Well, a 4/10 for Spider-Man 3. This was really one terrible flick. I was extremely unimpressed, I will say that now. An emo Peter Parker? Puh-lease, not what we need. And his hair shifting like that and some dark eyeliner did not make him any more sexy or attractive, whatever he thought would come first. The effects also left a lot to be desired, and this has nothing to do with the film’s time. The two before it looked far better. Venom was also just lacking a lot, so that was that I suppose. Mary Jane just got on my nerves again (surprise surprise), and Topher Grace was just not working for this one. The French Maître d’ (Bruce Campbell) made me laugh a lot though, that was highly entertaining. This film had the distinct feeling that too much was trying to be squeezed into a single film, and I feel that there was not enough explanation and build up given for the majority of the events and how things happened. Definitely the worst Spider-Man of the trio by far.

Review: The Double (2011)


“This guy has used every single weapon you can think of. From an M-24 from 800 meters, to a rusty nail.”
– Martin Miller

Here was a movie that came in highly recommended by a  very good friend of mine that usually has impeccable taste. I am not quite sure what happened here though. This movie had a pretty good plot, but not really that great an execution.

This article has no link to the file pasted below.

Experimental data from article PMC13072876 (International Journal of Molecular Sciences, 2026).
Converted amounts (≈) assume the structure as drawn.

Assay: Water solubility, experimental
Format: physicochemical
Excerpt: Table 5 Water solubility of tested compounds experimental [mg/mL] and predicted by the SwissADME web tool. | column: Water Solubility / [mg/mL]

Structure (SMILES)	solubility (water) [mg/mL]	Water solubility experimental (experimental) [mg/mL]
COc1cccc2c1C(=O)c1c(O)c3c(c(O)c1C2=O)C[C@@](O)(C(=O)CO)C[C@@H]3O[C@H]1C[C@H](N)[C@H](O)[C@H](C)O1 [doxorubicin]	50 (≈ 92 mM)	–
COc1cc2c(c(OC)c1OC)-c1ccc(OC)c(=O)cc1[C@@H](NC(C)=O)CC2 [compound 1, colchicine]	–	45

A retired CIA operative, Paul Shepherdson (Richard Gere), is called from retirement by CIA director Tom Highland (Martins Sheen) to pair up with a young FBI agent, Ben Geary (Topher Grace), to begin the hunt for the elusive Soviet assassin Cassius. The two are thrown together when a US senator is killed in a style that is remarkably similar to the technique used by Cassius. Paul spent decades of his life attempting the capture of the elusive Soviet assassin, and refuses to acknowledge that Cassius has returned, seeing as Cassius went into hiding and ceased his kills altogether. Ben wrote a thesis on Paul’s fruitless hunt for the killer, and is convinced of it that Cassius roams freely, and that this is his work.

The two agents butt heads continually, and their visit to attempt to extricate information from inmate Brutus (Stephen Moyer) turns out to be slightly rewarding, although Paul claims it is not. Paul’s past is rapidly catching up to him and he is desperate to cover his tracks and will stop at no cost.

A Russian sleeper cell operative is activated and brings many Russian war criminals into the States from the Mexican border, so that no one would suspect. Paul catches one glimpse of the most elusive character he has sought before: the murderer of his wife and child – Bozlovski (Tamer Hassan), though that secret is known by no one.

The Double is only worth a 5/10 for me. I was waiting to be thrilled, and the kick was sorely lacking, . I must say, I was extremely underwhelmed with Topher Grace’s performance, and I don’t know why. I almost think that he is an exclusive comedic actor for me. His role just did not feel real, accepted and proper. I don’t know, I have not been this disappointed in a very long time by a film recommended by a friend.